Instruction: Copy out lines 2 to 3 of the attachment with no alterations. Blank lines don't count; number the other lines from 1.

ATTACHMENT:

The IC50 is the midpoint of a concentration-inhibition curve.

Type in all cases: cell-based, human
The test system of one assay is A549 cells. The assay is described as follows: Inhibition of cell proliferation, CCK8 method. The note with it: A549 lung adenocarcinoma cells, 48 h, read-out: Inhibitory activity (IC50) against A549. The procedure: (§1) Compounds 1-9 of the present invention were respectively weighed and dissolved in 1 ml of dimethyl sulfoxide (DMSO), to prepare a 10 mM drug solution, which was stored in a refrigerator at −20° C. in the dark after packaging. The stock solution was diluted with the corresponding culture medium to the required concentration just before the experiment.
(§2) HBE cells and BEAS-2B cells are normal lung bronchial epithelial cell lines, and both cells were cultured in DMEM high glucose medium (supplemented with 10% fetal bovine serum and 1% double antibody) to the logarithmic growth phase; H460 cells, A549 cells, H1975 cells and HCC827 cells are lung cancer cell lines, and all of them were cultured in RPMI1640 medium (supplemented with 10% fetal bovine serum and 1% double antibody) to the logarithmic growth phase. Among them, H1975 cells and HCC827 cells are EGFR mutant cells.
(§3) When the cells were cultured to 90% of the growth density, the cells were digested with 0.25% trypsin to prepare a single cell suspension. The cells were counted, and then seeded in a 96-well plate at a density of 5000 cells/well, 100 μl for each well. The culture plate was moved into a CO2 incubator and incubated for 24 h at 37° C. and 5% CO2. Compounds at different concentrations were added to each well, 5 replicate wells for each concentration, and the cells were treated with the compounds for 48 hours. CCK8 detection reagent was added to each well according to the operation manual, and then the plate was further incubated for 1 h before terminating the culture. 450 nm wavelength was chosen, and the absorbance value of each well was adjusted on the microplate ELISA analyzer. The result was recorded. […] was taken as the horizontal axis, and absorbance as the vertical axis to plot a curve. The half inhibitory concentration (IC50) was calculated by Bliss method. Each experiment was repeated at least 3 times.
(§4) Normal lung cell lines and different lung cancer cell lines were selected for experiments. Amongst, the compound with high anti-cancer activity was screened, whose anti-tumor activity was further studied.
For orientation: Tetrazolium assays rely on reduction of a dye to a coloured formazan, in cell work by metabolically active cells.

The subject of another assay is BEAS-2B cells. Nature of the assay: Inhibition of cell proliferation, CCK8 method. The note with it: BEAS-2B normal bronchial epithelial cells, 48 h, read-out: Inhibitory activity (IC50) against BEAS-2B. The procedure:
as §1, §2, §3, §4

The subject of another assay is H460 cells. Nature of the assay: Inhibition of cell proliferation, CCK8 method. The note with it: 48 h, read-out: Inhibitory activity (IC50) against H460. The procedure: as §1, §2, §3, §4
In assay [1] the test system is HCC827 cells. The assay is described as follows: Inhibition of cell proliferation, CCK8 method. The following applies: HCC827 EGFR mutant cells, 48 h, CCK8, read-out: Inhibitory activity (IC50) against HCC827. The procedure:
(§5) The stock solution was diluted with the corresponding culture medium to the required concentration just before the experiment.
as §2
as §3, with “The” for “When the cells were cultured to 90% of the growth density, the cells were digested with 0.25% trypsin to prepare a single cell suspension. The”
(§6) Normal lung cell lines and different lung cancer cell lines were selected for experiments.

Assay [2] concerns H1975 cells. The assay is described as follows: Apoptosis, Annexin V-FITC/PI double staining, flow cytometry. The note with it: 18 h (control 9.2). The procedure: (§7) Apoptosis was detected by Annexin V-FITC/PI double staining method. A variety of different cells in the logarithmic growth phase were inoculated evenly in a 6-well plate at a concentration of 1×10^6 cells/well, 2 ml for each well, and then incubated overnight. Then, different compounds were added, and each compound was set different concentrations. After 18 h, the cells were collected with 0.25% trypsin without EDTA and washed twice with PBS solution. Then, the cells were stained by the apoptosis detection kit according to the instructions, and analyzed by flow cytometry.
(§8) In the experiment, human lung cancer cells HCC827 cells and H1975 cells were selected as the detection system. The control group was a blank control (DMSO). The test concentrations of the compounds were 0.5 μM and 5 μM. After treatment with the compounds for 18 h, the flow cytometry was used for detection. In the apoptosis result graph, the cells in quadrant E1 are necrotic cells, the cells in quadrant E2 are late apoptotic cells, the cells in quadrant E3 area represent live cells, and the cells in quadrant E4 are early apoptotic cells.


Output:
Type in all cases: cell-based, human
The test system of one assay is A549 cells. The assay is described as follows: Inhibition of cell proliferation, CCK8 method. The note with it: A549 lung adenocarcinoma cells, 48 h, read-out: Inhibitory activity (IC50) against A549. The procedure: (§1) Compounds 1-9 of the present invention were respectively weighed and dissolved in 1 ml of dimethyl sulfoxide (DMSO), to prepare a 10 mM drug solution, which was stored in a refrigerator at −20° C. in the dark after packaging. The stock solution was diluted with the corresponding culture medium to the required concentration just before the experiment.